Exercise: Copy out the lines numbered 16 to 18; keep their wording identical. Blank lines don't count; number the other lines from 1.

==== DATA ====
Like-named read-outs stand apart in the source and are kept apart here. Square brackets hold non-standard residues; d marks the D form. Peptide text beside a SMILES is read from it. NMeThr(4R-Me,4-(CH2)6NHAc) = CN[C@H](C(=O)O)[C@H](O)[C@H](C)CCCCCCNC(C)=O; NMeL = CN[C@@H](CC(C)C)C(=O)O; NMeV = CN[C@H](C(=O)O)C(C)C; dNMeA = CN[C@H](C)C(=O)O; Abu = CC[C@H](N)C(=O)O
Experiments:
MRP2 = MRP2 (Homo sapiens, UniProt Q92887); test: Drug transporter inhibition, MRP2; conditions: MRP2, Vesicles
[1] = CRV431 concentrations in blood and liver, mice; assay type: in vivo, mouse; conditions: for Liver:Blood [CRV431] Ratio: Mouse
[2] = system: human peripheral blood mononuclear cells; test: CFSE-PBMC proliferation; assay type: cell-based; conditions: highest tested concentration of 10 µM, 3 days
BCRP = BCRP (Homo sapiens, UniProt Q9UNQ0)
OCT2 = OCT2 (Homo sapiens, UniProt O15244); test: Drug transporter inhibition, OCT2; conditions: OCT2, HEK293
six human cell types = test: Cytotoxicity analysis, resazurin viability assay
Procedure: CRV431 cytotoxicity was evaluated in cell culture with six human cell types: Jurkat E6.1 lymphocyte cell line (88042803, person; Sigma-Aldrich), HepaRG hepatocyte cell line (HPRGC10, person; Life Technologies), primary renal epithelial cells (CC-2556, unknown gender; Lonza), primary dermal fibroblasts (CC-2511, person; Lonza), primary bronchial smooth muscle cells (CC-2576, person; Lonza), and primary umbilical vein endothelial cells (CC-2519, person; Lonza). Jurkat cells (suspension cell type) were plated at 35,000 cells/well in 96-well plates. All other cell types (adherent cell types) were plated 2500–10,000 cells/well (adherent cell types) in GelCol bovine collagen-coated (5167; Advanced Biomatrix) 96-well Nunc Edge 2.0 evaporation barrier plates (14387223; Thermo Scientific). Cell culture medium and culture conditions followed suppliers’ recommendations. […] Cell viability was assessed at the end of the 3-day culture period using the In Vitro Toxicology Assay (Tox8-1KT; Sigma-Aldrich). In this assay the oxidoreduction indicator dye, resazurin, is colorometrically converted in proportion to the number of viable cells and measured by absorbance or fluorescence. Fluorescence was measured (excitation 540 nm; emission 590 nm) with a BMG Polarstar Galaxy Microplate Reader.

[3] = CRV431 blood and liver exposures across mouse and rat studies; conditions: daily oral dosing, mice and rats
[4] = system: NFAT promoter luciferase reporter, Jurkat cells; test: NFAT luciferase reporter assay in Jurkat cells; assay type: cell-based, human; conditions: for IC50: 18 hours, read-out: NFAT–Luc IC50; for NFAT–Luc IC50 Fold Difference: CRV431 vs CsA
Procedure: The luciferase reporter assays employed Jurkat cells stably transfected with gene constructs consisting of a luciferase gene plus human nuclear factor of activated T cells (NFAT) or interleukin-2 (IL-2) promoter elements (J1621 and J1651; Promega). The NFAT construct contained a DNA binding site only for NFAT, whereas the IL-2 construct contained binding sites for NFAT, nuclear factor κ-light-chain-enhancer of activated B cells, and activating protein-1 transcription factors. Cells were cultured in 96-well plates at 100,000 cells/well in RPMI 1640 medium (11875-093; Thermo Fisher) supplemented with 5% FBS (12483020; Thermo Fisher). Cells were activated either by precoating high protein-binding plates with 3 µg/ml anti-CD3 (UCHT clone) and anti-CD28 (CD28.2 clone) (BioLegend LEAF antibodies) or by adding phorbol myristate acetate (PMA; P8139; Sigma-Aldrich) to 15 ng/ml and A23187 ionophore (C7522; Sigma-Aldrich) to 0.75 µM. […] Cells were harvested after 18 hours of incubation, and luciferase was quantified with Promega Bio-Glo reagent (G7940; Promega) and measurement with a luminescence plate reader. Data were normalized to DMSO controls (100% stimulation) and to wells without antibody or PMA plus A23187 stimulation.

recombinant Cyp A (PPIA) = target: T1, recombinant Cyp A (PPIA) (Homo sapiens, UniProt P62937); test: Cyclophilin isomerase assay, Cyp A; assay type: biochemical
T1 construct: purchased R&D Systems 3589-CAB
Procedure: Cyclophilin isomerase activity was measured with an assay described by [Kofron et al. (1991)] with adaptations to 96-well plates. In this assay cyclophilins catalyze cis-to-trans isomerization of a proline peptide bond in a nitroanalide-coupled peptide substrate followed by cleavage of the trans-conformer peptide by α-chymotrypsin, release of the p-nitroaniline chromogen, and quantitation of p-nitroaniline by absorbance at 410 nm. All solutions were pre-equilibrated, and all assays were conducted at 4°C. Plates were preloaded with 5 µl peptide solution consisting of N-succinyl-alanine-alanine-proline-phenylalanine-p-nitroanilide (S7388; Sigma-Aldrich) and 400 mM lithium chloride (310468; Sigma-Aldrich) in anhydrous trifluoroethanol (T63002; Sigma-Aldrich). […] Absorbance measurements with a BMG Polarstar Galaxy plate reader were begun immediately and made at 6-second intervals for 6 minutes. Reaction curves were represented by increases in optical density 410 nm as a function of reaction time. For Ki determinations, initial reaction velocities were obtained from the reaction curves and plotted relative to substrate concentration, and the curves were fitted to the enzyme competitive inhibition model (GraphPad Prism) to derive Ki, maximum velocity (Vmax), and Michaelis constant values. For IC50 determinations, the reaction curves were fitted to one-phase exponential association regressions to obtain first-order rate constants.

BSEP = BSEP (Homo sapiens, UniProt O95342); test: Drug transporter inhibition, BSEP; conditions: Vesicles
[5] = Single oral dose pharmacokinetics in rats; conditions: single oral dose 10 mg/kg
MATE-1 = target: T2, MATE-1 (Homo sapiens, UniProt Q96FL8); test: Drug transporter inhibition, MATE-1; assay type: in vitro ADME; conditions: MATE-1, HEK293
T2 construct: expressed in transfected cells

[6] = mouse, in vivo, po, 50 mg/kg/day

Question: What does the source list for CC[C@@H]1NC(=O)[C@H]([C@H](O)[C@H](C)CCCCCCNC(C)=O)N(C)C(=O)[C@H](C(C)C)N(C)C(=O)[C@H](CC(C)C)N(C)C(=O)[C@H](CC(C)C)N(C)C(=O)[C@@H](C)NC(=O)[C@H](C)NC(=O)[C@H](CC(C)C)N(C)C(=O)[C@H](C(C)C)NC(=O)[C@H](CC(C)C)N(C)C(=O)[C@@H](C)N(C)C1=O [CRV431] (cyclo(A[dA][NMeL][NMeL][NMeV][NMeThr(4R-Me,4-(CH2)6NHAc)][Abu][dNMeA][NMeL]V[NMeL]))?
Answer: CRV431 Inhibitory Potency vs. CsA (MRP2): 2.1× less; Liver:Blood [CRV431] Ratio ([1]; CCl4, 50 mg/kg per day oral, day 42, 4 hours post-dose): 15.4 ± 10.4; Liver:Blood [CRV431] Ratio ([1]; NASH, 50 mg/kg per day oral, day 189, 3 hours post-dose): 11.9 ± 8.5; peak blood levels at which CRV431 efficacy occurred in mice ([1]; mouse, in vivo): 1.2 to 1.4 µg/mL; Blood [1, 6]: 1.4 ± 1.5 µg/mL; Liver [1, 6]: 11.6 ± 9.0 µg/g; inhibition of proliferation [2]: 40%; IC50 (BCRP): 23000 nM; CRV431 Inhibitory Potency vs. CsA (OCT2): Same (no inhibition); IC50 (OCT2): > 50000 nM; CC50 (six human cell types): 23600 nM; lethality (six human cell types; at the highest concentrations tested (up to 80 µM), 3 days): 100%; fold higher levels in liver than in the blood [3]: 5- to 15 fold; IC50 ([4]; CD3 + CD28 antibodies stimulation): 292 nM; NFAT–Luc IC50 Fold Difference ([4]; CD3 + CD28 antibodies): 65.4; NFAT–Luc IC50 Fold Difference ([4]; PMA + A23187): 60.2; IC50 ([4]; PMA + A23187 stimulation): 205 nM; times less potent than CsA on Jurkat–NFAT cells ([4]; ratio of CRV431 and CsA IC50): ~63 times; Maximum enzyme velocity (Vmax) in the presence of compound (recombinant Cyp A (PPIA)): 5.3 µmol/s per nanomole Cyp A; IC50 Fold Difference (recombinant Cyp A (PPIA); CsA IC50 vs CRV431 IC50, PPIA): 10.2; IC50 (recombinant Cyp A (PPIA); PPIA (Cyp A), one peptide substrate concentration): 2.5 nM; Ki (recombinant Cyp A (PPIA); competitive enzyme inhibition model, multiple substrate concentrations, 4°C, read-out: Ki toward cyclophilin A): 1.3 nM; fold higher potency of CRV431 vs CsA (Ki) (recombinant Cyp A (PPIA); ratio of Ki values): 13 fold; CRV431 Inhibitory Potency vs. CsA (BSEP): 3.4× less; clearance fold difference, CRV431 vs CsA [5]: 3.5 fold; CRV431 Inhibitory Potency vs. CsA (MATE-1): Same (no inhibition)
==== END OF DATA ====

BSEP = BSEP (Homo sapiens, UniProt O95342); test: Drug transporter inhibition, BSEP; conditions: Vesicles
[5] = Single oral dose pharmacokinetics in rats; conditions: single oral dose 10 mg/kg
MATE-1 = target: T2, MATE-1 (Homo sapiens, UniProt Q96FL8); test: Drug transporter inhibition, MATE-1; assay type: in vitro ADME; conditions: MATE-1, HEK293